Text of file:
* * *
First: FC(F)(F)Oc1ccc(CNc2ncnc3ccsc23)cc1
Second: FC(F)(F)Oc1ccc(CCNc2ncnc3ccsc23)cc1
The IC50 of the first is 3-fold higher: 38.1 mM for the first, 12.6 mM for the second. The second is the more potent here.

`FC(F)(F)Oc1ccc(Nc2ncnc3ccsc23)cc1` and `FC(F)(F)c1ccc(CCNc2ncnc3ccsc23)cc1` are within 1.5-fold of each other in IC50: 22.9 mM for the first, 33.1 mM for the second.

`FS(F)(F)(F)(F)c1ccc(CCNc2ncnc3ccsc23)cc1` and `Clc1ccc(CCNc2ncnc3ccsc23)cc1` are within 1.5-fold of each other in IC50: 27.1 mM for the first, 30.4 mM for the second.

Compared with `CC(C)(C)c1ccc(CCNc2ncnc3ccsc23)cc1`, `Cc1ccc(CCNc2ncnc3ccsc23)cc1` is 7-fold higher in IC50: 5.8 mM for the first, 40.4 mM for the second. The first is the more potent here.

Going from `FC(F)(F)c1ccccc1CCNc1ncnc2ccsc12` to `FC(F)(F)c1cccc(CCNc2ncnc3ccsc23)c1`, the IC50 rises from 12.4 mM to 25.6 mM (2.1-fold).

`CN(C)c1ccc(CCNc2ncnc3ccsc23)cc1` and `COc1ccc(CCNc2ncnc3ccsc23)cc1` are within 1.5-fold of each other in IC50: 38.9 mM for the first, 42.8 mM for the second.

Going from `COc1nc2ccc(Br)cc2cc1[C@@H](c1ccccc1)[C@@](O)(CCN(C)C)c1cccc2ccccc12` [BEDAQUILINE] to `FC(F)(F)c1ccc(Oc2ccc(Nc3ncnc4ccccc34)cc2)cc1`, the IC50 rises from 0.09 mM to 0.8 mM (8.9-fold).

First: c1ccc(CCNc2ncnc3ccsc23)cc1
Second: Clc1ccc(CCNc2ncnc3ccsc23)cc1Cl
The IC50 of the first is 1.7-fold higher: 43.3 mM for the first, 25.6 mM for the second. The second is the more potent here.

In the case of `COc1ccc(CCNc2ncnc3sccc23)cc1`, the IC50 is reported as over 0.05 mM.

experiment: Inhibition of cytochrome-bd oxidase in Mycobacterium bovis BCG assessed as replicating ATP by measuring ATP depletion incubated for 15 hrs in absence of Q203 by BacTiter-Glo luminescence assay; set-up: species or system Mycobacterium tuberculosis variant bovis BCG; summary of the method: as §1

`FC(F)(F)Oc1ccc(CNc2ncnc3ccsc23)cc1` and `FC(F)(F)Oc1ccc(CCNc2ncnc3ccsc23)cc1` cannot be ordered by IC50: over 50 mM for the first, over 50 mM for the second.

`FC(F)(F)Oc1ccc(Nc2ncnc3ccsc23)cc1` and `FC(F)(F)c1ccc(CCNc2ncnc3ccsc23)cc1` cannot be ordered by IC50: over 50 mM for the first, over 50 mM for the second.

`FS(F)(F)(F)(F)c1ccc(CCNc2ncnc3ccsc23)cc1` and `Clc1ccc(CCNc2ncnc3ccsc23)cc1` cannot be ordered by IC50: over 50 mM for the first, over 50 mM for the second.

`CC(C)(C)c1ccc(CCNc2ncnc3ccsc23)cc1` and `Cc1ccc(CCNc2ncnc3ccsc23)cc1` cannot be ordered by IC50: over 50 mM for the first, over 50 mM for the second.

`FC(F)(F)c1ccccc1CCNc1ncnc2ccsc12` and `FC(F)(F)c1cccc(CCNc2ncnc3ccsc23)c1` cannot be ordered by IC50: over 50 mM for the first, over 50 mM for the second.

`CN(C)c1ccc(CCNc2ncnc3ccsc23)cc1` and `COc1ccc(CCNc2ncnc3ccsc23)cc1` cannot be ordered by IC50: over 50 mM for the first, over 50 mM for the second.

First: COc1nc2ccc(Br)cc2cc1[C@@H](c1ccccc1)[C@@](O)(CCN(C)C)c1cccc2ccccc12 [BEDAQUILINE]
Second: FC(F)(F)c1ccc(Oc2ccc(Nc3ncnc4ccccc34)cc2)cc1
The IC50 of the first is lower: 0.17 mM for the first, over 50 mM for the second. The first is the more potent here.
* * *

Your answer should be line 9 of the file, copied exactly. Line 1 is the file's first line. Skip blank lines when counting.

Going from `COc1nc2ccc(Br)cc2cc1[C@@H](c1ccccc1)[C@@](O)(CCN(C)C)c1cccc2ccccc12` [BEDAQUILINE] to `FC(F)(F)c1ccc(Oc2ccc(Nc3ncnc4ccccc34)cc2)cc1`, the IC50 rises from 0.09 mM to 0.8 mM (8.9-fold).